December 16, 2017
LEST WE FORGET WILLIE AMES
A life damaged by war
By Marjorie Clark
William Arnold Ames, soldier #126427 of the Canadian Expeditionary Force, was born on August 23, 1895 in Morriston and grew up in the village, the son of Jack Ames and Victoria Callfas, who lived on Queen Street.
He enlisted with the 71st Battalion on September 14, 1915. He ws 21 years old. On the attestation paper, he listed his birthplace as Morriston, his current address as Morriston and his next of kin as his mother, Mrs. Victoria Ames. He stated that he was a tinsmith, as was his father. He was described as 5 foot, 42 inches in height, with a fresh complexion, blue eyes and light brown hair.
On a Friday evening in March 1916, about 60 of his friends gathered at his parents’ home to present him with gifts. Miss Mabel Winer read an address and the presentation was made by Misses Verda Telfer, Marjorie Clark and Pearl Fahrner. Willie thanked his friends and a couple more short addresses were given, after which the evening was spent in games, music and lunch. The following Monday, Willie left to join his battalion in Woodstock, Ontario.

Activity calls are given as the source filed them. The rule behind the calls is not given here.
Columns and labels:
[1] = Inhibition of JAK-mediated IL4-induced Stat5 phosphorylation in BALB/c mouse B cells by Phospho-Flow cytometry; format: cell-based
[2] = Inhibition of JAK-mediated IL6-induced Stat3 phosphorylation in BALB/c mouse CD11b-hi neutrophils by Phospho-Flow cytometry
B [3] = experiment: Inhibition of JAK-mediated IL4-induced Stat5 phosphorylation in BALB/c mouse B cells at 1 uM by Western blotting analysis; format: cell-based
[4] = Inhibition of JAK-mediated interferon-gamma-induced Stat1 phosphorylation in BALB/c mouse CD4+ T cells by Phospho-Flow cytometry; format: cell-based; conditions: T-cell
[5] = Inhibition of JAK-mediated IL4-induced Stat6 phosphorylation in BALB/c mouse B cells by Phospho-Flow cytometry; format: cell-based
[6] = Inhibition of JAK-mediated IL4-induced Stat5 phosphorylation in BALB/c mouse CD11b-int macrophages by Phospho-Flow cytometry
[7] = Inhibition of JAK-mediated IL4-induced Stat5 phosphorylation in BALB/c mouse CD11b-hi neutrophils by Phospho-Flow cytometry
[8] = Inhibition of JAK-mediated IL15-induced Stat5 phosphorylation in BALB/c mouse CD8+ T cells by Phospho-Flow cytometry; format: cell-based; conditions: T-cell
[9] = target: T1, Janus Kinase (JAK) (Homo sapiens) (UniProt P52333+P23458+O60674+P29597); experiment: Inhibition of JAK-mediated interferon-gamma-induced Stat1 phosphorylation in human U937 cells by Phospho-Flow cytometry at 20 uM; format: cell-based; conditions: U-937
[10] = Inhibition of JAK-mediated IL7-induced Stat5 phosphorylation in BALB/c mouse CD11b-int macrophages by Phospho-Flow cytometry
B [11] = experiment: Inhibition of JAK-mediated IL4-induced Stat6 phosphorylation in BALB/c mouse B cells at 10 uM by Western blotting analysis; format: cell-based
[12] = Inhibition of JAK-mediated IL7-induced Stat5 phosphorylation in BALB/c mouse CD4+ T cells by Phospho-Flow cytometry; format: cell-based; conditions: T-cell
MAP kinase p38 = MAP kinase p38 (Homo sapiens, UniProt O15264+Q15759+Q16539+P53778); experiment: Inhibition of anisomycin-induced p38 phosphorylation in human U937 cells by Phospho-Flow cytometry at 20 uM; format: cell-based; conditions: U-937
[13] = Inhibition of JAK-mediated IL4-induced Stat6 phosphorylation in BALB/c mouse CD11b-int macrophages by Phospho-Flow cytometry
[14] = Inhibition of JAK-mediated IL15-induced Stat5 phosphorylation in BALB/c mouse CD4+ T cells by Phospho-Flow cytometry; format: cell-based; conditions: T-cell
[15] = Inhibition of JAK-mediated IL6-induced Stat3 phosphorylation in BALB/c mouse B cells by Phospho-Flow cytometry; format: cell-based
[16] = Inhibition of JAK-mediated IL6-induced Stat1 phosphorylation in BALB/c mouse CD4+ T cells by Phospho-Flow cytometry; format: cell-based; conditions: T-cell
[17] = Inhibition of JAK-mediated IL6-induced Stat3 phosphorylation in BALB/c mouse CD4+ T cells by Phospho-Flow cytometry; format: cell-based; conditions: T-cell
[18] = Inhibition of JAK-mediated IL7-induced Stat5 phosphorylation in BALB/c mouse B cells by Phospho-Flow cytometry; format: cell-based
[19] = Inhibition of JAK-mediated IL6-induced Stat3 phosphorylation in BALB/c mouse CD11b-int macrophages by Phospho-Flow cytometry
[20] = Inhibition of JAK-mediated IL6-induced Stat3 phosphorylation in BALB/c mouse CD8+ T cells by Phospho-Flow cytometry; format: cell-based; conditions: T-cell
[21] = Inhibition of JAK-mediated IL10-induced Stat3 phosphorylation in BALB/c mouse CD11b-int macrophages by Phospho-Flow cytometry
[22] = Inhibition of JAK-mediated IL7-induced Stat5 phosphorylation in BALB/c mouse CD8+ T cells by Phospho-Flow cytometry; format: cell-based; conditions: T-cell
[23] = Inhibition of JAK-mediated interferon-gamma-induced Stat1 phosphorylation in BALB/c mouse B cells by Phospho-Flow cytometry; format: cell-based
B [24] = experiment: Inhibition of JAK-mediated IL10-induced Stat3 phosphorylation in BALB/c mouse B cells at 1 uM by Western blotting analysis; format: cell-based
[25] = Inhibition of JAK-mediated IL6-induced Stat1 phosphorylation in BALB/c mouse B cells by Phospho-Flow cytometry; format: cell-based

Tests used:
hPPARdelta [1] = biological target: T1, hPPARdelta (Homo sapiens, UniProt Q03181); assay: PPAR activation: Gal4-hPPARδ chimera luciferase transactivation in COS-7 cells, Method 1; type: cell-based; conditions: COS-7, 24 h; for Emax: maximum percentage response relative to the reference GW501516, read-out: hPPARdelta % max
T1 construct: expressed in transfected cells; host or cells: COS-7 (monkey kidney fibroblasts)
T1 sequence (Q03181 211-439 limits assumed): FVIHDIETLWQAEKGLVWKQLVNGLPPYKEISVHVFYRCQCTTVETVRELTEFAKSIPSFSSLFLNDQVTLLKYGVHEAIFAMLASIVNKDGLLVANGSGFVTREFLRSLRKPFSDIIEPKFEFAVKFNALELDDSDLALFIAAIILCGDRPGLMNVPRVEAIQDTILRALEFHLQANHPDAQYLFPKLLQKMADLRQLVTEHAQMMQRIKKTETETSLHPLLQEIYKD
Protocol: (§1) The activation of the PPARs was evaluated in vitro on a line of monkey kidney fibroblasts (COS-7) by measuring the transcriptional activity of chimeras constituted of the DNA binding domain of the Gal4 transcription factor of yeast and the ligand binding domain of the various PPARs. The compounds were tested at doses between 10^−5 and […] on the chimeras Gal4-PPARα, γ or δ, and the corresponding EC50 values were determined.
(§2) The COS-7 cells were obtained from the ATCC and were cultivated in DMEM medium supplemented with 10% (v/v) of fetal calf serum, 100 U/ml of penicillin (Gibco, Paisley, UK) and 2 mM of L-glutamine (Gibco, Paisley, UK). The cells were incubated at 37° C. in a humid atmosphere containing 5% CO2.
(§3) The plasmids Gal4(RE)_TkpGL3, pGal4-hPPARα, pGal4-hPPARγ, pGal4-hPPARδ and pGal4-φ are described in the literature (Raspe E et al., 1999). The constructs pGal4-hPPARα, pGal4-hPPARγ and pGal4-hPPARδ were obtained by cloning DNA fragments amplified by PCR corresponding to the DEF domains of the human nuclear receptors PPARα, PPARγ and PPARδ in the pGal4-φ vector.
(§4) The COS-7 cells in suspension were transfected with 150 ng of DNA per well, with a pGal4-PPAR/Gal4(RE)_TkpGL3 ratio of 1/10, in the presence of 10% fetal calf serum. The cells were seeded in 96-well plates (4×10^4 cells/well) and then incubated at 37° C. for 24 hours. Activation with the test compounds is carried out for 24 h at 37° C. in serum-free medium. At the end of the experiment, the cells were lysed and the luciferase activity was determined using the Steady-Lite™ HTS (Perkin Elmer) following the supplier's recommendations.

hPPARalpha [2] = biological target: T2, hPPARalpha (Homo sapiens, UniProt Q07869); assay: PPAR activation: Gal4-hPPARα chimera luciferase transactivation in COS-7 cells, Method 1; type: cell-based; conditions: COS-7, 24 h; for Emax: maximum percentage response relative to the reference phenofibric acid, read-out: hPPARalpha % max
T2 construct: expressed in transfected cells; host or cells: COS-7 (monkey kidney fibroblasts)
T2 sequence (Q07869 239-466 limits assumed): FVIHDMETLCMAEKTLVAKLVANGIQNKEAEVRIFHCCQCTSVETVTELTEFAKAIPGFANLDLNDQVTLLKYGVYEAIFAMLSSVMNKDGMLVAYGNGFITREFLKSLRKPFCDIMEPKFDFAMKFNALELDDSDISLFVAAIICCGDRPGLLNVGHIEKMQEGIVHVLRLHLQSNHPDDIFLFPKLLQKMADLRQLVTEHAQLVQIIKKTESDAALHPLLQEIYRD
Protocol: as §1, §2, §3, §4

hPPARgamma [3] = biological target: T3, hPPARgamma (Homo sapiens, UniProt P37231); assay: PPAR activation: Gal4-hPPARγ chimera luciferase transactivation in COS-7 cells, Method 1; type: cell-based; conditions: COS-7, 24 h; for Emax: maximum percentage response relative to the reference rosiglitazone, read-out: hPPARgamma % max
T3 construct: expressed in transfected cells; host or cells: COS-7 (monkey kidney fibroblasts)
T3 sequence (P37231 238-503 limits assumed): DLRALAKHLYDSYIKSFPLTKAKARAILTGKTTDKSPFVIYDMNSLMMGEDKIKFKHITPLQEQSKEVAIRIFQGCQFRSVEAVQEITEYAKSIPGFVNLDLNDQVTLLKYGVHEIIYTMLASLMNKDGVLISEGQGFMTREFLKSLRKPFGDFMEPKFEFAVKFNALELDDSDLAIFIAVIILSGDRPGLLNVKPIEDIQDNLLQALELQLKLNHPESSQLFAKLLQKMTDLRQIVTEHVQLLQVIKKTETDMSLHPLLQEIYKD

In June 1916, Willie was sent into the trenches and was wounded shortly after. In November 1916, he was returned to the trenches and in January 1917, Willie wrote from the front to the “Willing Workers” at home, thanking them for the box of goods that he had received.
In April 1917, John A. Ames received word that Willie had been wounded again, about April 10, 1917. Again, he was patched up and put back on the battlefield.
On October 19, 1918, word reached Guelph, that William Ames of Morriston had been severely wounded in the back. Lance-Corporal Ames was reported “dangerously ill”. He had been admitted to the hospital at Etaples, France on October 8th.
Lance Corporal Willie Ames was the last of the soldiers to come home to Morriston from the Great War. He came very long after the war was over. Like many other veterans, he never recovered from the horror of that war, suffering continuing psychological distress and dying on May 3, 1933 at the age of 37.
But, on the day that Willie Ames came home, all the school children from Morriston Public School walked south about half a mile to Puslinch Station to meet the train he came on and then, they walked with him all the way home to the village.